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Snowed in? Here’s why your street hasn’t been plowed or treated

Because we receive such little snow throughout the year, cities like Seattle only have so many resources dedicated to winter storms.

Blame our lack of annual snowfall for not having enough plows to clear all the streets in cities throughout the Pacific Northwest. 

Rodney Maxie, deputy director of maintenance operations for the Seattle Department of Transportation, says the department would need hundreds of additional plows to effectively clear all the roads in city. However, because of how little snow the city gets, it "wouldn't be cost effective for taxpayers." 

Drivers in Seattle and throughout the region often wonder why so many streets remain covered in snow or ice following a snowstorm. It comes down to prioritizing, according to Maxie. Seattle has about 35 plows at its immediate disposal, which are operated by about 75 employees. That means SDOT needs to focus on major arterials before turning the attention on side streets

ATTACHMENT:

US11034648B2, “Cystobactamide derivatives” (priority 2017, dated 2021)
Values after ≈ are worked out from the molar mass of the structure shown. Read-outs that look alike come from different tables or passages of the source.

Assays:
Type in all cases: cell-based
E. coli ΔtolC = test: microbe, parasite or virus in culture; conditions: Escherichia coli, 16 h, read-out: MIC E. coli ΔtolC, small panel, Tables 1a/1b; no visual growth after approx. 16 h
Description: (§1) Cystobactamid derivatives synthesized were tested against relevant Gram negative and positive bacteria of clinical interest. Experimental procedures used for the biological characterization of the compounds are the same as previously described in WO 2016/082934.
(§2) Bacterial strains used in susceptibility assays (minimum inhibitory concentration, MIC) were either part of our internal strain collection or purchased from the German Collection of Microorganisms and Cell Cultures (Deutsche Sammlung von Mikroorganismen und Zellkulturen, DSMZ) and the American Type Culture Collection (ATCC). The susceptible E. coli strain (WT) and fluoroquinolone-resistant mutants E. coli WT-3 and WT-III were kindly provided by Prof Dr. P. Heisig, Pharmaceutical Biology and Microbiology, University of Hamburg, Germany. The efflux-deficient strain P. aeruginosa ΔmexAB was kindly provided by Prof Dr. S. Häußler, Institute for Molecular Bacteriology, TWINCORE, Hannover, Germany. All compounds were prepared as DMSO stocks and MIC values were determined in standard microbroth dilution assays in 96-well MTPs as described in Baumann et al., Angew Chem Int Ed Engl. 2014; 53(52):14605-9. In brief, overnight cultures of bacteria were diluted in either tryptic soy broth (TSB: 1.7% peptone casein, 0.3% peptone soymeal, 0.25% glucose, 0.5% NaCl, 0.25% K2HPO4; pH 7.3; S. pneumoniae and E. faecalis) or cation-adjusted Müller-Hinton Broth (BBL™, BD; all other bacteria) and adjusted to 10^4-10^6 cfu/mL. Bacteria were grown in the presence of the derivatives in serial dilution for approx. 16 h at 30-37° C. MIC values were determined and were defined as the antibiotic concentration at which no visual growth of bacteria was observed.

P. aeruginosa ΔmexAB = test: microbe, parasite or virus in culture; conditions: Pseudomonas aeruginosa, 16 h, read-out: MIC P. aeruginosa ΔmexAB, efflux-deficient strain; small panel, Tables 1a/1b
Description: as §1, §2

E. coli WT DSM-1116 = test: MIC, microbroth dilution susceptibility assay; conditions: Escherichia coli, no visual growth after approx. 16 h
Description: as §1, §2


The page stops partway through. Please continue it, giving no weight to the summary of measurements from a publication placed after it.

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The icy roads created challenging driving conditions on hills near Phinney Avenue. Cars have been slipping, sliding, and in some cases, crashing.

The topography of cities like Seattle add an additional challenge. Some streets simply aren't safe to plow because of their grade. The last thing the city wants, Maxie says, it to have a plow slide into vehicles or homes. 

"Our motto is do no harm," he said.

It's a similar story throughout the region, with cities and counties prioritizing major roads and leaving side streets mostly untouched. Snohomish County, for example, prioritizes roads by primary and secondary, with many others being left untouched. Ditto for Kitsap County, where public works must prioritize long stretches of highway. 

Maxie says it would cost the city more than $20 million in capital investment to add plows and increase the number of roads that are cleared during a storm. At this time, it appears it's better to work with what they've got and borrow from other jurisdictions if they need to. The overall strategy is to be "relentless," he said.  

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